I know you come here for your dose of Ontario politics and we usually focus our attention on Queen's Park. But for the next 36 days, federal politics will be Ontario politics.
Prime Minister Justin Trudeau made it official yesterday, we are going to the polls on September 20th. So, John Wright and I have decided to return to the daily podcast during the writ period. (That's the way this show started when the 2018 election was called in Ontario).
Buckle up. I don't know if this will be the most important elections we've seen in Canada, but it's likely to rank among the most interesting.
The final days of a negative campaign includes sex assault allegations against a Toronto candidate
These final hours of the federal election campaign have made things clear as mud. The polls have consistently suggested the Liberals and Conservatives are in a dead heat among decided voters. The only confident prediction is we will have a minority government when all is said and done.
Meantime, the Liberals have dumped Kevin Vuong as their candidate in a downtown Toronto riding after learning he'd been charged with sexual assault in 2019. It's important to note the Crown withdrew the charges.
If O'Toole can't "deliver the bacon, I don't think he lasts long" as CPC leader: @MattGurney
Is this an all or nothing campaign for Erin O'Toole? Does he have to win the September 20the federal election to keep his job at leader of the Conservative Party of Canada?
Matt Gurney at the National Post joins us for this episode of The WRIT Race. He suggests O'Toole's term as party leader may be short lived unless he can boast "some kind of win", whether that's winning a minority or weakening Trudeau's minority.
Would O'Toole be better off losing to a smaller Trudeau minority?
It's not that silly a question when you consider two things.
First, most Canadians didn't want this election. So, to see the Trudeau Liberals barely survive with a slimmer minority will call his "mandate" into question.
Second, it leaves it up to a wounded Trudeau to mop up the divisiveness of the campaign while coping with a new year that will be dominated by the fourth (fifth?) wave of the pandemic.
Brett James, Senior Counsel at Sussex Strategy Group in Toronto offers his insights.
Getting personal on the federal election campaign is one thing but taking shots at family is way out of line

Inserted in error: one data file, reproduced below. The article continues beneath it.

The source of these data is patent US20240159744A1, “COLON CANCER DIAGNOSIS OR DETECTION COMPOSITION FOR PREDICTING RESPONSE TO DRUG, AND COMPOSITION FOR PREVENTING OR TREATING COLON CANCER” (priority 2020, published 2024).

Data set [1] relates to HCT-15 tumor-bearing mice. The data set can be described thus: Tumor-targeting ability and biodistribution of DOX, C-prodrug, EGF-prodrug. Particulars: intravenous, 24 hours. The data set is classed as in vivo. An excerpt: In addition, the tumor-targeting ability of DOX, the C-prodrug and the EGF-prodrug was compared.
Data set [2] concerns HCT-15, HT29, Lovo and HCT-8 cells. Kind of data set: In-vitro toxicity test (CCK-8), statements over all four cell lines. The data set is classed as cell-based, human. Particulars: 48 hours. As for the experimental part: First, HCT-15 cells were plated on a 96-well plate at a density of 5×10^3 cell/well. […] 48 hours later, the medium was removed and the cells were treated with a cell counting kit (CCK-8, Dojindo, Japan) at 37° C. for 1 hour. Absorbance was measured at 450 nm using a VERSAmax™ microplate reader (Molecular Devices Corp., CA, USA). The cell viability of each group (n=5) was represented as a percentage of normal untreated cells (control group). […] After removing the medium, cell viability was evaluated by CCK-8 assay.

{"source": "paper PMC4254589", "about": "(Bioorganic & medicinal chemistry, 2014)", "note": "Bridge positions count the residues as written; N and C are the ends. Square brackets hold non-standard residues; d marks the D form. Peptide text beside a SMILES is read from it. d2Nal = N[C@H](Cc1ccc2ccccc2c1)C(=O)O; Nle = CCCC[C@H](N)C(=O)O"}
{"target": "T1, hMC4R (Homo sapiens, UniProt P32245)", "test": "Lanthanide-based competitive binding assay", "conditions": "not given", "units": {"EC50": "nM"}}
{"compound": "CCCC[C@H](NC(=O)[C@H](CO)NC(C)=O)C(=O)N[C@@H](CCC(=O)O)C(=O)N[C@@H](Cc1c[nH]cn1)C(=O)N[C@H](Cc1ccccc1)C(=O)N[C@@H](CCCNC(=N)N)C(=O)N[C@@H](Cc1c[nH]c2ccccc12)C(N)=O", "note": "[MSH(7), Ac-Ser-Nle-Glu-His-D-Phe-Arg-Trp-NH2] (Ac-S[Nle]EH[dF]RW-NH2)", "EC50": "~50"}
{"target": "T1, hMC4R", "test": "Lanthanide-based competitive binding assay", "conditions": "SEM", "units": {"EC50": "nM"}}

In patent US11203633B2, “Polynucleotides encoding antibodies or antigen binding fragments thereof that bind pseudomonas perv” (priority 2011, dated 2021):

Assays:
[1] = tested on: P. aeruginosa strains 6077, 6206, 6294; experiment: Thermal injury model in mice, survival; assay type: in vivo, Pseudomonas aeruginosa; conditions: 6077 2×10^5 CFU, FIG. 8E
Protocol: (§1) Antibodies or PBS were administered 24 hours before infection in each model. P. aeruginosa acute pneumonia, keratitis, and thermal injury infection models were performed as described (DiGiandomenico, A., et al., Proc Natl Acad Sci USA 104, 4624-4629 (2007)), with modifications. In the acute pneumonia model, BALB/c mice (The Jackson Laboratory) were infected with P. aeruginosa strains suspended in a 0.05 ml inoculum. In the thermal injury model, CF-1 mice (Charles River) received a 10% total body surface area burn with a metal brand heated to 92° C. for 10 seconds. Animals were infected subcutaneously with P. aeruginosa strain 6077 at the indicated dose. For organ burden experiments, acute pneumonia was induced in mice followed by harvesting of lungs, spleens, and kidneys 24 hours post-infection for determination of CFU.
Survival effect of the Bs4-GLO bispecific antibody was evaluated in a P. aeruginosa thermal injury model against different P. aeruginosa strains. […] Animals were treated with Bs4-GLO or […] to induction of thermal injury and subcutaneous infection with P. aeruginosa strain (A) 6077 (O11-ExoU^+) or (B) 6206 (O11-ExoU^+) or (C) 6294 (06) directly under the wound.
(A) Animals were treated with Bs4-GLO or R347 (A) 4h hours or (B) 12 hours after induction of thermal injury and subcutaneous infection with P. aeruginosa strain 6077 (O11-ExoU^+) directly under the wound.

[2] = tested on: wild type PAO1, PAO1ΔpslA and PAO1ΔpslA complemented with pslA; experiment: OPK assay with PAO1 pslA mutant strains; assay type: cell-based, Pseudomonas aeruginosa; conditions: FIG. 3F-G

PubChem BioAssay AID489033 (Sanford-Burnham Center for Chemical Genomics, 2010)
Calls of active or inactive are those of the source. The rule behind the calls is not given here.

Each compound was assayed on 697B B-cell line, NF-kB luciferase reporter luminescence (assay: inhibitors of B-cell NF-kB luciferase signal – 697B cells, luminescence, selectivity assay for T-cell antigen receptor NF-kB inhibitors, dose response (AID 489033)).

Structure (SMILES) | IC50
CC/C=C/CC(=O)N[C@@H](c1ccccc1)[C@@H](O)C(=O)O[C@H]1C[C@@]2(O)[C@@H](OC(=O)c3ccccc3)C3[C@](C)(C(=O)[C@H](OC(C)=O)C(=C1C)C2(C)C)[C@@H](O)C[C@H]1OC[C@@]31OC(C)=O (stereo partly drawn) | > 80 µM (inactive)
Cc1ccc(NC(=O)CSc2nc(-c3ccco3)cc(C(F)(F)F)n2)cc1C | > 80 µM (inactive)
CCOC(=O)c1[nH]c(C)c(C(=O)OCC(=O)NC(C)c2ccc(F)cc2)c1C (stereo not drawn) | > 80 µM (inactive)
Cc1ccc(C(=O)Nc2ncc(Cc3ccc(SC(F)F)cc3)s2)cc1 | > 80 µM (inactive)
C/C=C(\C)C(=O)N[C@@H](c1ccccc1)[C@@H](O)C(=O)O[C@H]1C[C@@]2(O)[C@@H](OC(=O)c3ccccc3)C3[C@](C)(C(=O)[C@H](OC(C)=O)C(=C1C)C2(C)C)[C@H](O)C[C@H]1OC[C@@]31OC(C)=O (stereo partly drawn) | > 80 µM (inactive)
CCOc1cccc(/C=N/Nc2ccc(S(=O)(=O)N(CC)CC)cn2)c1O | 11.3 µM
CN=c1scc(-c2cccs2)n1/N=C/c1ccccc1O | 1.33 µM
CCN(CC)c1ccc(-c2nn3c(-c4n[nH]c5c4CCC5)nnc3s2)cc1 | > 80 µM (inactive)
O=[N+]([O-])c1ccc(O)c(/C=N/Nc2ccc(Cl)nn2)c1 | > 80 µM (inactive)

Yes, the tone has changed on the federal campaign trail. And that may have been predictable. But there was a nasty moment when protestors began making inappropriate comments about Justin Trudeau's wife Sophie.
Deb Hutton says that's not new, but it doesn't make it right. Deb advised a couple of premiers in Ontario, worked on leadership and election campaigns and experienced campaigning as a spouse when her husband, Tim Hudak, led the Progressive Conservatives in the 2011 and 2014 Ontario elections.
What kind of Canada will we vote for on September 20th?
This federal campaign has been dominated by wedge issues, personal attacks, and a disaster of a debate.
Where is the vision? Where is the deep discussion about the challenges and opportunities facing Canada?
Scott White, CEO and Editor in Chief at The Conversation Canada, joins John Wright and Dave Trafford in this edition of The WRIT Race.
It's time to abandon campaign debates if that's the best we can do
The english federal leaders' debate was, in the words of Dana Bash, "a shit show."
I heard "pundits" complaining that we always complain about the format and never focus on the substance of the debate. That's because the format is the problem. It doesn't allow for substance, let alone debate.
The time has come to either overhaul the system, (take it out of the hands of the media consortium), or scrap the debates altogether.
Thanks for keeping us up to date on what’s happening at Queens Park!
Don’t worry about accuracy
The education episode was lacking any attempt at being factual....time to unsubscribe.
Facts need to be checked
Just listened to an episode were several times their facts about teacher unions and cupe are wrong. Disappointing.